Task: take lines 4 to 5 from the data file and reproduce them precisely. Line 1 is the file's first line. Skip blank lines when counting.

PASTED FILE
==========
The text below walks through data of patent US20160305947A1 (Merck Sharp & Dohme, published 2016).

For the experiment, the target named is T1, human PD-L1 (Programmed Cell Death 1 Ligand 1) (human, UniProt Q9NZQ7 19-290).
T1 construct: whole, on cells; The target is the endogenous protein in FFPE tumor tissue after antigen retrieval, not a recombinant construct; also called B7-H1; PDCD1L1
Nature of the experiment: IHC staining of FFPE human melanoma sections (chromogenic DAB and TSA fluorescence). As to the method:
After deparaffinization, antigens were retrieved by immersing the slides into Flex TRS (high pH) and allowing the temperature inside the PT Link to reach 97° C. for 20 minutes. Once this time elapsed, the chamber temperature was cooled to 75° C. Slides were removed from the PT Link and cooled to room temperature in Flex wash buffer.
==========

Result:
Nature of the experiment: IHC staining of FFPE human melanoma sections (chromogenic DAB and TSA fluorescence). As to the method:
After deparaffinization, antigens were retrieved by immersing the slides into Flex TRS (high pH) and allowing the temperature inside the PT Link to reach 97° C. for 20 minutes. Once this time elapsed, the chamber temperature was cooled to 75° C. Slides were removed from the PT Link and cooled to room temperature in Flex wash buffer.